How To Move To NYC When You're Poor

You're making the move out to the city. You're told that it's great—you're also told that it's expensive. Getting yourself and your stuff out there is part of the money-sucking deal. Read on for some tips to make one of the most stressful events in life—moving—a little more manageable.

Throw stuff out

If you're poor, you likely are counting pennies at every step so that you can have enough left to eat when you finally arrive. This means you'll move into a tiny apartment. New York City apartments are already pretty small—yours will be even smaller. As much as it hurts, the best thing to do is throw stuff out. If you want to store stuff, go ahead—but have you got the budget to get back to it? Be selective about what you store—will you even want it when you are more financially comfortable?

Big or small apartment, the more you ship, the more you will need to dish out. The cost includes sturdy boxes, good packing tape, and any trips required (whether by you or a service), on top of the shipping itself. Keeping your possessions to a minimum reduces the stress here immensely.

Send smart

You won't be wanting a car in New York City—the roads are terribly crowded, and the public transportation is excellent—so you won't have a carful of space to throw your stuff in. Unless someone is willing to drive there and back, you will have to box and ship your things.

Do your research and find out what is cheap. Some organizations will send educational material (including books, DVDs, hand-outs, etc.) at a lower rate than the rest of your belongings. As for the rest, putting it on a bus or train for you to pick up will be much less expensive than renting a door-to-door service or a vehicle.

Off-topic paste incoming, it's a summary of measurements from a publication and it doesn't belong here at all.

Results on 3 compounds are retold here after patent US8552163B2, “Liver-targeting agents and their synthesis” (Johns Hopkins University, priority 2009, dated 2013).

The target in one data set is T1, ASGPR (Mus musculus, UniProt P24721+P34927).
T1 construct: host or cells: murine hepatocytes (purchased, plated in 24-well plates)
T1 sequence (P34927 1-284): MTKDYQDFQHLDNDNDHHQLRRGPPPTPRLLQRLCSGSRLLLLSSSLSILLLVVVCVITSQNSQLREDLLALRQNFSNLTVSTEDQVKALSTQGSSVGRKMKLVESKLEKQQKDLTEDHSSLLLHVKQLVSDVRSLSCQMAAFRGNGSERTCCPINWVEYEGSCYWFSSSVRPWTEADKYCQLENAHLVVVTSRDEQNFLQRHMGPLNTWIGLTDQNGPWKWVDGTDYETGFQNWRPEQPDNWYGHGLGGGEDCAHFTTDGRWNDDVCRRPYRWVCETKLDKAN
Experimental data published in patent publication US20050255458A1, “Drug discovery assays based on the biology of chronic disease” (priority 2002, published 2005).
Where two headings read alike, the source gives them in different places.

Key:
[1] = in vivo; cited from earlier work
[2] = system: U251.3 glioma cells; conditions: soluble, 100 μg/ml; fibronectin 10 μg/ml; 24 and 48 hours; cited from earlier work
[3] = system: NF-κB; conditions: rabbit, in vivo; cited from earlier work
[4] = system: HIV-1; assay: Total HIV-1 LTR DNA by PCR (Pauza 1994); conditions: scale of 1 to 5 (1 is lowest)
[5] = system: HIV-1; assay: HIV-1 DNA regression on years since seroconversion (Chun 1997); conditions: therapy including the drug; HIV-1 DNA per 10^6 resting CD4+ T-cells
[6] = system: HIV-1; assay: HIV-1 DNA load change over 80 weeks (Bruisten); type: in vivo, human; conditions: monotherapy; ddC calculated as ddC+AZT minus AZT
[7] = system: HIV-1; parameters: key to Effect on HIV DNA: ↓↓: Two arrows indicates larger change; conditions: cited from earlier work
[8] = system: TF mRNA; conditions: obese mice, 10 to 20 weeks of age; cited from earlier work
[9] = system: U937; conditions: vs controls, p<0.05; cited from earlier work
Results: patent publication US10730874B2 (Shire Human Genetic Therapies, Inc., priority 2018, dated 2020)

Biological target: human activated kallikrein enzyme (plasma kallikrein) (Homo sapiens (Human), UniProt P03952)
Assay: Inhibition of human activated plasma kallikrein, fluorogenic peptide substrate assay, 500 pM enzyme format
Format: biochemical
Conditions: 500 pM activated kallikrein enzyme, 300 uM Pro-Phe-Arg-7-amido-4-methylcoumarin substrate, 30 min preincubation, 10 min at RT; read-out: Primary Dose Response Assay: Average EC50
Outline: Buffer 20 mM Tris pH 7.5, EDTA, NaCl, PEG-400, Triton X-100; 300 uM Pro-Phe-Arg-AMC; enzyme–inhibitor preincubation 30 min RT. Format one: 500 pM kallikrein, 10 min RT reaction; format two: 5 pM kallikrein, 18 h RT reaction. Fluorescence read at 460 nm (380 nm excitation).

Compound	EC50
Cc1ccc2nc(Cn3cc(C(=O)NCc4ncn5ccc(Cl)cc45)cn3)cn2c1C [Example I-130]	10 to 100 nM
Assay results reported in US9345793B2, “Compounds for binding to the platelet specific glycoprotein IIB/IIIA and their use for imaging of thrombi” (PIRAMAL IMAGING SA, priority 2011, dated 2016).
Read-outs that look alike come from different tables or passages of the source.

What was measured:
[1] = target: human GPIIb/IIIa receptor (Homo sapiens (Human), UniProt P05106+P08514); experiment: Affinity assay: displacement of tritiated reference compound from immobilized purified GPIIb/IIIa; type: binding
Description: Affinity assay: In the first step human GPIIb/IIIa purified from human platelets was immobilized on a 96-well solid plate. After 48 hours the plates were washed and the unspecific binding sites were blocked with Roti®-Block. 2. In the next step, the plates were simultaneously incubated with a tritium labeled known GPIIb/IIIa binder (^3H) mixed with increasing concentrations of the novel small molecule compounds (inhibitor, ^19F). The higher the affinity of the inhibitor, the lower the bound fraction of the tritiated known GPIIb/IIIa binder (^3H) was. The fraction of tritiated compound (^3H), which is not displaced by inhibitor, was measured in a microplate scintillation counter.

Try to get things there for free. For example, if you are flying to your destination, fill your free checked bags to the brim, and take the largest carry-on your airline will allow.

Consider if/how you will pay to get your boxes from the drop-off location to your apartment. For instance, your friends in the city may have memberships that allow them to rent a car free of charge in exchange for a monthly fee.

Also consider how you will get your stuff up three flights of stairs. While personal manpower is free, a back injury is incredibly costly. If you are unable to carry your stuff on your own, or the cost of hiring a packing and moving service is worth the stress it will relieve, compare prices before hiring.

Get ready to furniture shop

Your stuff has to go somewhere. The floor won't do for the long-term. Whether or not your new abode comes with furnishings, be prepared to get more—chances are that the place is even smaller than you thought and that you brought more than you have room for. Creative storage is necessary for you to live comfortably in a tiny New York apartment.

Do the research now, as a cluttered apartment will cause you stress, pulling you away from work or interviews. Lack of research may also cause you to quickly buy dinky storage or furnishing that doesn't work well in the space and that you will replace—spending more money—sooner or later.

If you are moving with a spouse, now is the time to bust out the wedding gift cards. You might find some as you move out; gather them and know where they are. Don't pack them away too deep, so that you can get to them as soon as your boxes arrive.

Being poor is inconvenient, but it isn't impossible. There are plenty of ways to save. Best of luck! Talk to your local moving experts, such as Cross Town Movers, for more information.